Kerberos OpenLDAP Frontend

Ken Raeburn raeburn at MIT.EDU
Fri Oct 5 16:15:25 EDT 2007

On Oct 4, 2007, at 14:02, Booker Bense wrote:
> In article <mailman.121.1190741359.2905.kerberos at>,
> Jonathan Javier Cordoba Gonzalez  <jcordoba at> wrote:
>> Thanks to all of you.... I actually got that it works...
>> According to Russ the LDAP Back End doesn't improve the  
>> performance... there
>> are some performance tests??
> I find hard to imagine anything going much faster than a KDC,
> it's a single key lookup into a single database that isn't all
> that big. Performance of the KDC has never been an issue in Kerberos.

To be picky, it's usually going to be a couple of lookups.  The entry  
for the requested service is needed (not just the key, but also  
expiration data, flags etc), and either the user's entry (for initial  
ticket acquisition) or the krbtgt key (for decrypting requests for  
additional tickets) is needed.  (And we implement some  
preauthentication bits via additional database entries under  
different names, an idea which really should be revisited if and when  
we revamp the database format someday.)  The krbtgt principal data is  
actually cached very briefly in the MIT KDC, but is re-fetched often  
because we don't get notification when it changes (a rare, but  
possible, event).

While the performance comparison details are going to vary -- a local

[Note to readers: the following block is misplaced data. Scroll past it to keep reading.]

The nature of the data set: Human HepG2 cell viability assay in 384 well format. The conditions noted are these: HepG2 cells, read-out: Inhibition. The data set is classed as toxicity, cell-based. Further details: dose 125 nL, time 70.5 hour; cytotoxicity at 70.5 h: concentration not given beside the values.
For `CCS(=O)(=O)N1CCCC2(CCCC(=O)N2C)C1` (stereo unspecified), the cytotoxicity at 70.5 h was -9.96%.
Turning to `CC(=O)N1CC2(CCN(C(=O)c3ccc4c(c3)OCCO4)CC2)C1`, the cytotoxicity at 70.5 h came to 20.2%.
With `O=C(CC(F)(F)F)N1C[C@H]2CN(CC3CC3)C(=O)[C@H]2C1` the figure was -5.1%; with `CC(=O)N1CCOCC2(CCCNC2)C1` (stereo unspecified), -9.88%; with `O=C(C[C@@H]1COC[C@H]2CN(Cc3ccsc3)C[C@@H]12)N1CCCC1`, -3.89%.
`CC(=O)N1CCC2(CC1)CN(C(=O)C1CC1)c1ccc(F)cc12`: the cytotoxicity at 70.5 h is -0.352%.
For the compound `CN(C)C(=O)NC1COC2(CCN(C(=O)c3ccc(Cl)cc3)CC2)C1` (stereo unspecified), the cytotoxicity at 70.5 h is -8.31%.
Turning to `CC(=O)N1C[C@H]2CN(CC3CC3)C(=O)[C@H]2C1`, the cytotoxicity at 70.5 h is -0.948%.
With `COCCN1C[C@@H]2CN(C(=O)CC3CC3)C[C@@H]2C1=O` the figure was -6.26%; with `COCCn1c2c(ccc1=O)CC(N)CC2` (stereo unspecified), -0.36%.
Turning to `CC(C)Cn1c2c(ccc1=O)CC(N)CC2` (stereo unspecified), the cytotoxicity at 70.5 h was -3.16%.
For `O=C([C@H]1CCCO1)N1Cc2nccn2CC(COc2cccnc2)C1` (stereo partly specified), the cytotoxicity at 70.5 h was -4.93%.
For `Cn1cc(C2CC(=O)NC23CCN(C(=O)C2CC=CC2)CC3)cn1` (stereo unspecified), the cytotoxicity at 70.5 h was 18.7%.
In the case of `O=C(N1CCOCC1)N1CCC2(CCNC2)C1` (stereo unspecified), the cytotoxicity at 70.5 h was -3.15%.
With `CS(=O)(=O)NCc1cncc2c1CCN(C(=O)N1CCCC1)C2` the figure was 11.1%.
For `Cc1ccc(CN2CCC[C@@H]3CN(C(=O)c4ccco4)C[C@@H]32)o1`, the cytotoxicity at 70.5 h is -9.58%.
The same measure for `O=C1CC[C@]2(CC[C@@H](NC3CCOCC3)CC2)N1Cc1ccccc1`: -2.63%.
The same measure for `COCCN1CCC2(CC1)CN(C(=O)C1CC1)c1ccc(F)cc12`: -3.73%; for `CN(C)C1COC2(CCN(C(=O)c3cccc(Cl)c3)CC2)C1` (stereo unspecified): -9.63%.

LDAP server process keeping all its data in memory might be faster  
than going out to disk to read a db2 file, if your disk cache isn't  
efficient -- I would expect db2 to be faster in the normal cases.

However, there are other considerations.  For example, MIT has  
received code (which needs review, and some work to integrate) to  
make our KDC multithreaded in the area doing database queries; the  
LDAP back end will support multiple queries in progress at once, but  
the Berkeley DB one won't.  MIT's db2 code was forked from the  
Sleepycat (now Oracle) one years ago, back at version 1.85, when they  
changed their license; development on ours has pretty much stopped,  
and while we try to fix bugs we hear about, this database code --  
this *version* of it -- isn't getting exercised by any other projects  
we know of.  MIT's db2 code won't support databases over 4G; the LDAP  
back end, I presume, will support more principal entries at the high  
end, though I don't know what the performance characteristics are like.

But, yes, as far as I recall off the top of my head, no one has  
complained about the performance of the MIT KDC.


More information about the Kerberos mailing list